May 7, 2014 – A British agricultural consulting group, PG Economics Ltd., has released a new report on the socio-economic and environmental impact of genetically modified (GM) crops covering the years from 1996 to 2012. On its website PG Economics states its clients are both public and private and include leading biotech and agrochemical manufacturers including seed companies and plant breeders. They also list farmer’s organizations and governments in the European Union. Some of those governments are struggling with the issue of whether to allow their farmers to plant GM crops or not.
Can one therefore claim that the report as written is biased towards GM crops and their impact? Maybe or maybe. But what the report concludes is food for thought.
PG Economics begins its latest state of the GM crops world with the following statement: “Given the controversy that the use of this technology engenders in some debates and for some people, the work contained in this paper has been submitted and accepted for publication…..in the peer reviewed journal, GM crops.” The key words here are “peer reviewed.” But who are the peers? Clearly some are scientists in the agrochemical and biotech world.
Nevertheless here are some highlights from their research that covers the span of time from the first emergence of GM crops in 1996 until 2012.
- GM crops have reduced greenhouse gas emissions from the agricultural sector. The contributing factors are fewer applications of herbicides and insecticides creating permanent reductions of 16.7 billion kilograms of CO2 and 6.2 billion liters in burned fossil fuels. This also means a reduction in herbicide and pesticide volumes amounting to 503 million kilograms (1.2 billion pounds).
- GM crops have complimented no till and reduced till farm practices leading to sequestration of an additional 6.7 billion kilograms of CO2. Between the fuel reductions and sequestration, the total is equivalent to taking almost 1 million cars off the world’s roads.
- GM crops have led to increased yields from insect-resistant crops with gains of 10.4% from corn and 16.1% from cotton. Highest yield gains have been recorded in the Developing World on small farm plots growing GM crops.
- Farm incomes have risen in the Developing World at the rate of $3.74 U.S. for each dollar invested in GM crop seeds. Farm income in the Developed World has increased at a lesser rate, $3.04 for each invested dollar.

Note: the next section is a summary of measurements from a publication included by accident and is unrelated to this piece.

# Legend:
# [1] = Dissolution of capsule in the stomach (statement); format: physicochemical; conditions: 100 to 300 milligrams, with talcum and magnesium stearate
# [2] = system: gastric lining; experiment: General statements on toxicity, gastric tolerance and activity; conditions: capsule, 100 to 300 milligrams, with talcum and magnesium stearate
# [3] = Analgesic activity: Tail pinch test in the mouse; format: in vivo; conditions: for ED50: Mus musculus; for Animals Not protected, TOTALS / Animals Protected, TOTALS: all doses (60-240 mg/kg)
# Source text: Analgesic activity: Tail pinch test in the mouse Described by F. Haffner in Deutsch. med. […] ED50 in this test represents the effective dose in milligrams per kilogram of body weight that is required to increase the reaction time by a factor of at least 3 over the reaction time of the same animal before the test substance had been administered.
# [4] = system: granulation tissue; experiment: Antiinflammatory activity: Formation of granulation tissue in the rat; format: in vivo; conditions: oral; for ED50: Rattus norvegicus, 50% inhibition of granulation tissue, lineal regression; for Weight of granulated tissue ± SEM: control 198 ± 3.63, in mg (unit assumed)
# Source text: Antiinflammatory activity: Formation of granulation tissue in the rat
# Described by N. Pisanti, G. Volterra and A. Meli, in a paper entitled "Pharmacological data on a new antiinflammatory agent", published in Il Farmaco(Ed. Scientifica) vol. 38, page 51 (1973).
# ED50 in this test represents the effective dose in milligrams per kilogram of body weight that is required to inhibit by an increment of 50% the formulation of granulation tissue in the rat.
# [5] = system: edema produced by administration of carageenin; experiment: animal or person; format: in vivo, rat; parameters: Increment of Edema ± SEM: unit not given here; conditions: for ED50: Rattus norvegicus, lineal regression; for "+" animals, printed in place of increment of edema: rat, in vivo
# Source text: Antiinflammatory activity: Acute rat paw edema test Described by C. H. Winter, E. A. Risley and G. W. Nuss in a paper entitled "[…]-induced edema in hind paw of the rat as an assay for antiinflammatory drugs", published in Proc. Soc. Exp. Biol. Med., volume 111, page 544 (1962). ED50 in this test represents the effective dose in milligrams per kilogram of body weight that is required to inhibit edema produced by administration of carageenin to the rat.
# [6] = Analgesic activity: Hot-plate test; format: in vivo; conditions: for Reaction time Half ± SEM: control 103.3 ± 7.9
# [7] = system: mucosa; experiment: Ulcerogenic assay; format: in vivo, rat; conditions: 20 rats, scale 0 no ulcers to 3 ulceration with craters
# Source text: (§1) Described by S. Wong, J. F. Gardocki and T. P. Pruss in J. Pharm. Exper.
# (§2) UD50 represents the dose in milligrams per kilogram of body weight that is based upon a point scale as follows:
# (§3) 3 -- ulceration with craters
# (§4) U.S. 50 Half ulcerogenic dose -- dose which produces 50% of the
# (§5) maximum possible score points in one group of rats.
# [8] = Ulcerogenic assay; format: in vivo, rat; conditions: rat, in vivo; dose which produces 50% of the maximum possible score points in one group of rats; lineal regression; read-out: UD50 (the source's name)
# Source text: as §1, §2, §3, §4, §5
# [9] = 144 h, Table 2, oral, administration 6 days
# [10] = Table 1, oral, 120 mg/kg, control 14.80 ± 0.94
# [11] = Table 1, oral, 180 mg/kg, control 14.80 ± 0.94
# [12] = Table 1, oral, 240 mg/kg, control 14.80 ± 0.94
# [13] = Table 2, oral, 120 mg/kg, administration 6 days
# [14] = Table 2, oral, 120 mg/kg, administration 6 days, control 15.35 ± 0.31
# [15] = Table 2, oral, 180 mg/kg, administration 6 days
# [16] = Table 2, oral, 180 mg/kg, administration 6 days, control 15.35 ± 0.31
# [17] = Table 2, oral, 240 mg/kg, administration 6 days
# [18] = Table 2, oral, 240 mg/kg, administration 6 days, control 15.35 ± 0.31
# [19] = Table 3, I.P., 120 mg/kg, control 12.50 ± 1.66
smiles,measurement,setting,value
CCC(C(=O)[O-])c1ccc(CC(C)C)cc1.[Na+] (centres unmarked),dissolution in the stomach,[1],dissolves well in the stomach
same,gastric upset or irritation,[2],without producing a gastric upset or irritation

- Total net economic benefits to farmers over the 17-years GM crops have been in use amounts to $116.6 billion U.S. And in soybeans and corn (maize) total gains in yields have grown from 122 million to 230 million tons.
- For the 17.3 million farmers currently growing GM crops on some 160 million hectares of land it has meant improved productivity and profitability.
The report acknowledges in some cases an over reliance on glyphosate-based herbicides in conjunction with GM crops has led to weed resistance with farmers having to adopt new strategies and herbicide mixes to deal with the problem. But other than that all appears to be glowing in the world of GM crops according to PG. You can access the full report from their home page.
But what about all the negatives associated with GM and the resistance in so many countries to the planting of these “frankenfood” crops? In a report by Food & Water Watch called Cooking the Books, it contradicts one of PG Economics previous state of GM crops arguing that the data sources are biased, that information on pesticide and herbicide use is distorted, and that economic benefits are overestimated and costs for GM planting is underestimated. In their deconstruction of PG’s GM report, Food & Water Watch concludes that GM “is not needed to feed the world and that more sustainable and equitable alternatives can be just as, if not more, productive.”
What are those alternatives? Sustainable farming models with production on diversified, small-scale and organic farms. So what should we conclude other than the fact that the controversy about GM, also known as transgenic, foods remains just as hot as ever with both sides weighing in with “expert opinions.” And in many corridors of government in both the Developed and Developing World the sides line up fighting each other tooth and nail while our world population grows along with the growing need to provide quality, nourishing food for all.